When Jon Gentry and Lydia Ramsey began thinking about building a house, they didn’t need to search far for a lot. Ms. Ramsey already had a place in mind: her grandparents’ forested property in Indianola, Wash., near Puget Sound, where she once played Wiffle ball and soccer, and which her parents had inherited.
“My parents live just down the street, so I spent a lot of my childhood here,” said Ms. Ramsey, 38, a folk singer-songwriter, fondly recalling how a Ping-Pong table had served as both a playing surface and dining table in her grandparents’ manufactured home.
“Grandpa always had a slamming forehand, and Grandma had this little chop backhand,” she said. “There was a lot of family love and memories already built on this land.”
She and Mr. Gentry, 43, a founding partner of the architecture firm GO’C, had spent years moving around Seattle, but were ready to put down roots and start a family. They initially thought of the half-acre lot in Indianola as a place for a weekend house. But in 2018, a new ferry started making the trip from nearby Kingston to downtown Seattle in 39 minutes. Suddenly, the idea of living there full-time seemed feasible.
From Indianola, it was a 15-minute bus ride to Kingston, which meant that Mr. Gentry could commute to his Seattle studio in about an hour. That seemed doable, even before he began working from home more often during the pandemic. After Ms. Ramsey’s parents gave them the lot in 2019, the couple spent a year drawing plans and lining up construction financing.
Faced with the opportunity to design almost anything, Mr. Gentry felt daunted. “I said to Lydia, ‘OK, you’re in client role and I’m going to do what I do as an architect and present options for you to consider,’” he said. “That took some of the weight off me.”
Those options included a wide range of building types, from a house with a conventional gable roof to one inspired by sheds. They ultimately settled on a modernist home with a flat roof. “We kept coming back to this flat roof that would give us a bonus exterior level on top: an elevated roof garden where we could hang out,” Mr. Gentry said.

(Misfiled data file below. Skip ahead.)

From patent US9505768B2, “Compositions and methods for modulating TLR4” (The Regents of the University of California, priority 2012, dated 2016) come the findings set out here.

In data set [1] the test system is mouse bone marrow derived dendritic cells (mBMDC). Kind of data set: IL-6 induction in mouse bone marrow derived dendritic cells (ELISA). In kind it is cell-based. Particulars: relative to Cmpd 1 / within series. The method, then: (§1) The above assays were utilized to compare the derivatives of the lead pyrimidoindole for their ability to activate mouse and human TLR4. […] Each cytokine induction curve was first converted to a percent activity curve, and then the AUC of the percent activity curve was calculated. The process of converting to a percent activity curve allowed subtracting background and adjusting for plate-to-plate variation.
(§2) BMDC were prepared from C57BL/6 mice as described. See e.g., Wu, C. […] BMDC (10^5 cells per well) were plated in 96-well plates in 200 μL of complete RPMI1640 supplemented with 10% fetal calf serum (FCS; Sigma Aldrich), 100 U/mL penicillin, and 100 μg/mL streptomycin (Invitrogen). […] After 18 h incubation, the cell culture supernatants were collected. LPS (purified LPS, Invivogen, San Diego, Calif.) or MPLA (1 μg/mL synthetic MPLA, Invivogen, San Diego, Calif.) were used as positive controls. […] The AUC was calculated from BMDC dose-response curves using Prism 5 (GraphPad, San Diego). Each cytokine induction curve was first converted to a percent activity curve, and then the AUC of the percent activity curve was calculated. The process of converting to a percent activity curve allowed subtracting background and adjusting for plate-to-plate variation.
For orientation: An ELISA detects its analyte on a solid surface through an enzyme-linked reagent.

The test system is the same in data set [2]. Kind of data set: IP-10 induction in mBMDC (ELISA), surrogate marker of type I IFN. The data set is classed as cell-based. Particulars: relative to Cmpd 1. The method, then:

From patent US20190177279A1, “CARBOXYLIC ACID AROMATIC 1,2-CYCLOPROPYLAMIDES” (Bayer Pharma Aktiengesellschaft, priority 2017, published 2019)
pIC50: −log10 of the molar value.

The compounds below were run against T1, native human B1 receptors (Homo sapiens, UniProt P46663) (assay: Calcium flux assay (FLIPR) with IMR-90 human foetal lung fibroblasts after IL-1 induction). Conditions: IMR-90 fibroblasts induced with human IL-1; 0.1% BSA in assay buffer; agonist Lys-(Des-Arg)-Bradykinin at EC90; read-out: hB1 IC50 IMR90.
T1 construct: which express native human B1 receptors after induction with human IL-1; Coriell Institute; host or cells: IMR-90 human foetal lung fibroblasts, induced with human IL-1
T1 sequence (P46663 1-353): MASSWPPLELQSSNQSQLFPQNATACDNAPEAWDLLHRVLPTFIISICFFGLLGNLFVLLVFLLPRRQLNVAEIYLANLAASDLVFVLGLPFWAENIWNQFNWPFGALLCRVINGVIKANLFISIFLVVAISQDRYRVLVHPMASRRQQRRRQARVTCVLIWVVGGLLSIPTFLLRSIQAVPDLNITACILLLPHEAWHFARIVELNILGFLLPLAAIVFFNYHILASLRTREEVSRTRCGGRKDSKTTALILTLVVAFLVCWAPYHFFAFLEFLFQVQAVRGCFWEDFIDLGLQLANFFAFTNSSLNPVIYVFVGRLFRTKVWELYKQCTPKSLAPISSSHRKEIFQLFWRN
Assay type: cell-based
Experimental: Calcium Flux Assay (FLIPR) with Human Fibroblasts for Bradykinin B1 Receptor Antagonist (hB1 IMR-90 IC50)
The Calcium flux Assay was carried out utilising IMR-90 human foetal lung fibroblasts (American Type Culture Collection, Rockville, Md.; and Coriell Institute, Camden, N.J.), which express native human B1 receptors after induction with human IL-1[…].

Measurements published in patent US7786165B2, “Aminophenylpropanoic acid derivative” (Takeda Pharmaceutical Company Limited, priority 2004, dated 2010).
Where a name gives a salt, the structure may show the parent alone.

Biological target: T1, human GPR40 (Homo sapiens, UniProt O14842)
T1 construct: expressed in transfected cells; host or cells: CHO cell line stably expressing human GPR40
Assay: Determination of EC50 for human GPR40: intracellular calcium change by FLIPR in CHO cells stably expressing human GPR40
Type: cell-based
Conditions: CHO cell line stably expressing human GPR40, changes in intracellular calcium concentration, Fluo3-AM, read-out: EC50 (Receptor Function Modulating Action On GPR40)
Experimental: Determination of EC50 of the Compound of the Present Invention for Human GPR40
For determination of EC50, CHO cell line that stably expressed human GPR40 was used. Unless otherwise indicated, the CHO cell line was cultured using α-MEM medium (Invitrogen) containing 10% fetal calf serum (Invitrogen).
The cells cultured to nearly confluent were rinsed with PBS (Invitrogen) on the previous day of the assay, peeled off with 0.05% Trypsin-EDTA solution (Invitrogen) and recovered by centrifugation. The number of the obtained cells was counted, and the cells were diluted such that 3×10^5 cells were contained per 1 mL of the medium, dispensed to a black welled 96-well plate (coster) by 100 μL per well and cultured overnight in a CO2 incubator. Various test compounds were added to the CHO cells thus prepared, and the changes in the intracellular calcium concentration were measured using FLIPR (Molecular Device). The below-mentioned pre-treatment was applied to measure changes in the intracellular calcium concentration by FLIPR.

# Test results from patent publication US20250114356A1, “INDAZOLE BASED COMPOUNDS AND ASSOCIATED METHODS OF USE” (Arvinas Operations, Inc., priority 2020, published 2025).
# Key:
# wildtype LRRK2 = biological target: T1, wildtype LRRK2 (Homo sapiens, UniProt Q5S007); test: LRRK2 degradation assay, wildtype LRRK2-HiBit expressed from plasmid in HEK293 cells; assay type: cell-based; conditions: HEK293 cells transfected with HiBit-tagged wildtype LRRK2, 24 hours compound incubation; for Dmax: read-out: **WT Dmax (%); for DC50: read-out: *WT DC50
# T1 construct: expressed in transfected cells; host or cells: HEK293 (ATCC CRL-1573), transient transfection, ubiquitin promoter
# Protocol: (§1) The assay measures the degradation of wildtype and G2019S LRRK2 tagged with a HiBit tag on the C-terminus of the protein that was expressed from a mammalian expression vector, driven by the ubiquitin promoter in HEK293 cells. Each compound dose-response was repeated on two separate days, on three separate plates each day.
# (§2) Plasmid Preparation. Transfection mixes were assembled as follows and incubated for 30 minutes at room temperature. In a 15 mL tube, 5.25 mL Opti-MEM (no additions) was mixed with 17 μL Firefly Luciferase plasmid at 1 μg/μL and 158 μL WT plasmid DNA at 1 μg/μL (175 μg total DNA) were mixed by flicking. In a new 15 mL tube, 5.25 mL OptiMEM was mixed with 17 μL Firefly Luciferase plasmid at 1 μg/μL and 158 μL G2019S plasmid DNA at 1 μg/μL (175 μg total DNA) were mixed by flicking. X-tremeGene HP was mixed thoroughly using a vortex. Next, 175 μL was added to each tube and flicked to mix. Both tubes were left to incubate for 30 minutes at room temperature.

The structure below the roof is a single-story, 1,700-square-foot box with floor-to-ceiling glass doors and windows that open the structure to light and air. One side of the house has a large living space that includes the kitchen, dining area and a living room with a cast-concrete fireplace and a built-in daybed in a niche with a skylight. The couple considered building a music room for Ms. Ramsey, but decided to invite her songs into the heart of the home by keeping her piano and guitars in the living room.
The living room includes a niche with a daybed beneath a skylight, a concrete hearth and wall mounts for Mr. Ramsey’s instruments.Credit…Kevin Scott
The other side of the house contains the primary suite, an additional bedroom and a home office for Mr. Gentry. He also added structural elements capable of supporting a second floor above the bedrooms, in case they ever want to expand.
The glass doors can open much of the house to the forest. The rest of the structure is clad in charcoal-colored brick that extends out beyond the home at either end to create two outdoor spaces: an open-air shower by the primary suite and a wood-storage area that doubles as a whiskey snug near the living room.
To keep costs down to about $600,000, most of which came from a construction loan, Mr. Gentry and Ms. Ramsey did much of the work themselves. When their builder, Sparrow Woodworks, began construction in April 2020, the couple were right there alongside the contractors, doing much of the heavy lifting.
Mr. Gentry and Ms. Ramsey built the concrete formwork themselves, from the footings to the chimney; they cut down a few of the surrounding Douglas fir trees, then milled and finished them on site to clad interior ceilings and make kitchen shelves; and Ms. Ramsey lugged bricks while serving as the mason’s assistant.
Did they ever have second thoughts about their extreme D.I.Y. project? “There were some times when it was raining and muddy, and we were setting form panels, and I was trying to get a plumb level to hit a spot where a grid line was supposed to be,” Mr. Gentry conceded.
But they were determined to see it through. “Because we went into this project with the mentality that we wanted to do something extraordinary that would be part of our story, we were really all in,” Ms. Ramsey said.
Mr. Gentry added: “We were going to honor the land and your grandparents.”
They moved into the house in October 2021. In December 2022, Ms. Ramsey delivered their son, Rome, at home.
“We built the space together, and little Rome was born here,” Mr. Gentry said. “That’s kind of amazing.”
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